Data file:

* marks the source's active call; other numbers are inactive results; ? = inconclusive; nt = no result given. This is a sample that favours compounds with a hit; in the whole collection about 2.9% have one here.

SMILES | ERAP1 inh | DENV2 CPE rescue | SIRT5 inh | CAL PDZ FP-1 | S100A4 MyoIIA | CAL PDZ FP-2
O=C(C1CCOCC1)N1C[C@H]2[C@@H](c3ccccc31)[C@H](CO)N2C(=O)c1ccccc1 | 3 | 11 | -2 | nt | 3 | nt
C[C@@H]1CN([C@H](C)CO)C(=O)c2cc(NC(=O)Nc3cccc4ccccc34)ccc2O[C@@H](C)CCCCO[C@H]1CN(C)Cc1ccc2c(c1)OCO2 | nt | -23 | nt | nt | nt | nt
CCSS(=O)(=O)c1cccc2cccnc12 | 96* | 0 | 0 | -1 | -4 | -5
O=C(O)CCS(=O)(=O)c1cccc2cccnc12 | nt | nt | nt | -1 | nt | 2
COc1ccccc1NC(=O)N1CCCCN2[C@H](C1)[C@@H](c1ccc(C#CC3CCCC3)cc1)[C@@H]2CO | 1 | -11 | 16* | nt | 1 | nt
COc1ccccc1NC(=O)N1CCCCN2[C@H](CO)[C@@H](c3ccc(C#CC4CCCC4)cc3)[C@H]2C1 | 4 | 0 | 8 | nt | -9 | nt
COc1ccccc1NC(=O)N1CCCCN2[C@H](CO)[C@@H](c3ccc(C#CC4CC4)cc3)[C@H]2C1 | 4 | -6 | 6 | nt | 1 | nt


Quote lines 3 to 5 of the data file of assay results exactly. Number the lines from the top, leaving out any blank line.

O=C(C1CCOCC1)N1C[C@H]2[C@@H](c3ccccc31)[C@H](CO)N2C(=O)c1ccccc1 | 3 | 11 | -2 | nt | 3 | nt
C[C@@H]1CN([C@H](C)CO)C(=O)c2cc(NC(=O)Nc3cccc4ccccc34)ccc2O[C@@H](C)CCCCO[C@H]1CN(C)Cc1ccc2c(c1)OCO2 | nt | -23 | nt | nt | nt | nt
CCSS(=O)(=O)c1cccc2cccnc12 | 96* | 0 | 0 | -1 | -4 | -5